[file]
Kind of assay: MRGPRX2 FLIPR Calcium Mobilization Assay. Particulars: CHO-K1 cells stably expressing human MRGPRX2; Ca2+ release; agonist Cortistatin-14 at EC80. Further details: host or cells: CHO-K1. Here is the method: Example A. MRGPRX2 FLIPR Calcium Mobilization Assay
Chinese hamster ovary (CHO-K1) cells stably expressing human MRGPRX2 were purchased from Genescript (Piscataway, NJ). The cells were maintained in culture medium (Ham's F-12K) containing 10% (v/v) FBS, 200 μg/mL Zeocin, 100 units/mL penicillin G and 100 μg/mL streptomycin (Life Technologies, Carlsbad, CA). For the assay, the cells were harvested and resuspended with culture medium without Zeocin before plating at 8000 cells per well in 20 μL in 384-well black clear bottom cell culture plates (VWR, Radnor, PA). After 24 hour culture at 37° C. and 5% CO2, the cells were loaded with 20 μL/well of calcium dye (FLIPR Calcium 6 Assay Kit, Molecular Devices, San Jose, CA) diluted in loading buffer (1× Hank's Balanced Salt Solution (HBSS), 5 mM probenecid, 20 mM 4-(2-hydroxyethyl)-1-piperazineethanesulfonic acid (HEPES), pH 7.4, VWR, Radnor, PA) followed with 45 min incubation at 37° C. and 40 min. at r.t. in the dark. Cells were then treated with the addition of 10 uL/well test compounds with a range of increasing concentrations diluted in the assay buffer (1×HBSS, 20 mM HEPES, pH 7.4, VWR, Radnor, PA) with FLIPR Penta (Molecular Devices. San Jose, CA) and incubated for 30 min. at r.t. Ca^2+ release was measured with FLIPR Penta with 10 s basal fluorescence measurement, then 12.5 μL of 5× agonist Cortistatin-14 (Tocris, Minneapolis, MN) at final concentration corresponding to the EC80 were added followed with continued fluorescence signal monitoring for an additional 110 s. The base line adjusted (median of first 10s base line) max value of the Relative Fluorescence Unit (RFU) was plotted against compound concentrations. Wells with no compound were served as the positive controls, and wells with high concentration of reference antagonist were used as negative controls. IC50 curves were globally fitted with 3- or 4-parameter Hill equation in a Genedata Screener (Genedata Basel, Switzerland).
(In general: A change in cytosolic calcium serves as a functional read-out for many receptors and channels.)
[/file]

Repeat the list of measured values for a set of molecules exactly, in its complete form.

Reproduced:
Kind of assay: MRGPRX2 FLIPR Calcium Mobilization Assay. Particulars: CHO-K1 cells stably expressing human MRGPRX2; Ca2+ release; agonist Cortistatin-14 at EC80. Further details: host or cells: CHO-K1. Here is the method: Example A. MRGPRX2 FLIPR Calcium Mobilization Assay
Chinese hamster ovary (CHO-K1) cells stably expressing human MRGPRX2 were purchased from Genescript (Piscataway, NJ). The cells were maintained in culture medium (Ham's F-12K) containing 10% (v/v) FBS, 200 μg/mL Zeocin, 100 units/mL penicillin G and 100 μg/mL streptomycin (Life Technologies, Carlsbad, CA). For the assay, the cells were harvested and resuspended with culture medium without Zeocin before plating at 8000 cells per well in 20 μL in 384-well black clear bottom cell culture plates (VWR, Radnor, PA). After 24 hour culture at 37° C. and 5% CO2, the cells were loaded with 20 μL/well of calcium dye (FLIPR Calcium 6 Assay Kit, Molecular Devices, San Jose, CA) diluted in loading buffer (1× Hank's Balanced Salt Solution (HBSS), 5 mM probenecid, 20 mM 4-(2-hydroxyethyl)-1-piperazineethanesulfonic acid (HEPES), pH 7.4, VWR, Radnor, PA) followed with 45 min incubation at 37° C. and 40 min. at r.t. in the dark. Cells were then treated with the addition of 10 uL/well test compounds with a range of increasing concentrations diluted in the assay buffer (1×HBSS, 20 mM HEPES, pH 7.4, VWR, Radnor, PA) with FLIPR Penta (Molecular Devices. San Jose, CA) and incubated for 30 min. at r.t. Ca^2+ release was measured with FLIPR Penta with 10 s basal fluorescence measurement, then 12.5 μL of 5× agonist Cortistatin-14 (Tocris, Minneapolis, MN) at final concentration corresponding to the EC80 were added followed with continued fluorescence signal monitoring for an additional 110 s. The base line adjusted (median of first 10s base line) max value of the Relative Fluorescence Unit (RFU) was plotted against compound concentrations. Wells with no compound were served as the positive controls, and wells with high concentration of reference antagonist were used as negative controls. IC50 curves were globally fitted with 3- or 4-parameter Hill equation in a Genedata Screener (Genedata Basel, Switzerland).
(In general: A change in cytosolic calcium serves as a functional read-out for many receptors and channels.)